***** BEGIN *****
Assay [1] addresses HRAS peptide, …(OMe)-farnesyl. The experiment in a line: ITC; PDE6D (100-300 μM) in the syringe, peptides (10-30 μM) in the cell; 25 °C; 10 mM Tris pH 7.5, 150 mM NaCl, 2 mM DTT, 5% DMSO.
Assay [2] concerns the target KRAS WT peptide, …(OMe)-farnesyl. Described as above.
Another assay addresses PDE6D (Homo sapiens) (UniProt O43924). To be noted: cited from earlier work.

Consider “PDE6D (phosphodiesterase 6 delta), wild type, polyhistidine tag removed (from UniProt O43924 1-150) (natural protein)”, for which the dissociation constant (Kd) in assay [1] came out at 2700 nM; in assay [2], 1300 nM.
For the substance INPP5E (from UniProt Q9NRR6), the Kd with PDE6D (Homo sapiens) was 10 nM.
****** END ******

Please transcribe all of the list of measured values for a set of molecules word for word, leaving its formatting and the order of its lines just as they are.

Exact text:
Assay [1] addresses HRAS peptide, …(OMe)-farnesyl. The experiment in a line: ITC; PDE6D (100-300 μM) in the syringe, peptides (10-30 μM) in the cell; 25 °C; 10 mM Tris pH 7.5, 150 mM NaCl, 2 mM DTT, 5% DMSO.
Assay [2] concerns the target KRAS WT peptide, …(OMe)-farnesyl. Described as above.
Another assay addresses PDE6D (Homo sapiens) (UniProt O43924). To be noted: cited from earlier work.

Consider “PDE6D (phosphodiesterase 6 delta), wild type, polyhistidine tag removed (from UniProt O43924 1-150) (natural protein)”, for which the dissociation constant (Kd) in assay [1] came out at 2700 nM; in assay [2], 1300 nM.
For the substance INPP5E (from UniProt Q9NRR6), the Kd with PDE6D (Homo sapiens) was 10 nM.